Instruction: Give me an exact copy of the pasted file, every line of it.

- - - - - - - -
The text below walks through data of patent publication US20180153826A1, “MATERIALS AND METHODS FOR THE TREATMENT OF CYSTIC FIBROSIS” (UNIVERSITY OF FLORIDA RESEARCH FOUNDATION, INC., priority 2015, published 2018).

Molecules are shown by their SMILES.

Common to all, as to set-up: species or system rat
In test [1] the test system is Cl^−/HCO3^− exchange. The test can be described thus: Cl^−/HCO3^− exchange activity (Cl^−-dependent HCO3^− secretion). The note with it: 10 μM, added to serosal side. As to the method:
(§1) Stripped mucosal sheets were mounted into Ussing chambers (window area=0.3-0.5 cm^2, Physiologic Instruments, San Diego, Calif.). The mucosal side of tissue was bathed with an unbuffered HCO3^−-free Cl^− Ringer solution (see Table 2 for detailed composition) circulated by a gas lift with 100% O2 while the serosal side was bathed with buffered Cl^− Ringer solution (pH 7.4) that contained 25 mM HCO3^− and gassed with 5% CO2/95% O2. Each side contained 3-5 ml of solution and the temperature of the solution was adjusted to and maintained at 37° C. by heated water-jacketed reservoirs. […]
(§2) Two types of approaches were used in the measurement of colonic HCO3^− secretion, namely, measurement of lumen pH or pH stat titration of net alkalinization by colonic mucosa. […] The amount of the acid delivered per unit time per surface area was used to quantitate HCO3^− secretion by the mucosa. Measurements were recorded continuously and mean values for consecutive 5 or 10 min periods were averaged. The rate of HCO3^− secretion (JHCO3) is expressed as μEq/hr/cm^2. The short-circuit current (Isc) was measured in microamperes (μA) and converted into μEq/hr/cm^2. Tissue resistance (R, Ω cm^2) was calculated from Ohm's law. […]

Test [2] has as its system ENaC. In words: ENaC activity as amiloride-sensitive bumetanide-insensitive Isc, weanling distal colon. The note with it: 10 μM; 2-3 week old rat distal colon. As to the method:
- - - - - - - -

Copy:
The text below walks through data of patent publication US20180153826A1, “MATERIALS AND METHODS FOR THE TREATMENT OF CYSTIC FIBROSIS” (UNIVERSITY OF FLORIDA RESEARCH FOUNDATION, INC., priority 2015, published 2018).

Molecules are shown by their SMILES.

Common to all, as to set-up: species or system rat
In test [1] the test system is Cl^−/HCO3^− exchange. The test can be described thus: Cl^−/HCO3^− exchange activity (Cl^−-dependent HCO3^− secretion). The note with it: 10 μM, added to serosal side. As to the method:
(§1) Stripped mucosal sheets were mounted into Ussing chambers (window area=0.3-0.5 cm^2, Physiologic Instruments, San Diego, Calif.). The mucosal side of tissue was bathed with an unbuffered HCO3^−-free Cl^− Ringer solution (see Table 2 for detailed composition) circulated by a gas lift with 100% O2 while the serosal side was bathed with buffered Cl^− Ringer solution (pH 7.4) that contained 25 mM HCO3^− and gassed with 5% CO2/95% O2. Each side contained 3-5 ml of solution and the temperature of the solution was adjusted to and maintained at 37° C. by heated water-jacketed reservoirs. […]
(§2) Two types of approaches were used in the measurement of colonic HCO3^− secretion, namely, measurement of lumen pH or pH stat titration of net alkalinization by colonic mucosa. […] The amount of the acid delivered per unit time per surface area was used to quantitate HCO3^− secretion by the mucosa. Measurements were recorded continuously and mean values for consecutive 5 or 10 min periods were averaged. The rate of HCO3^− secretion (JHCO3) is expressed as μEq/hr/cm^2. The short-circuit current (Isc) was measured in microamperes (μA) and converted into μEq/hr/cm^2. Tissue resistance (R, Ω cm^2) was calculated from Ohm's law. […]

Test [2] has as its system ENaC. In words: ENaC activity as amiloride-sensitive bumetanide-insensitive Isc, weanling distal colon. The note with it: 10 μM; 2-3 week old rat distal colon. As to the method: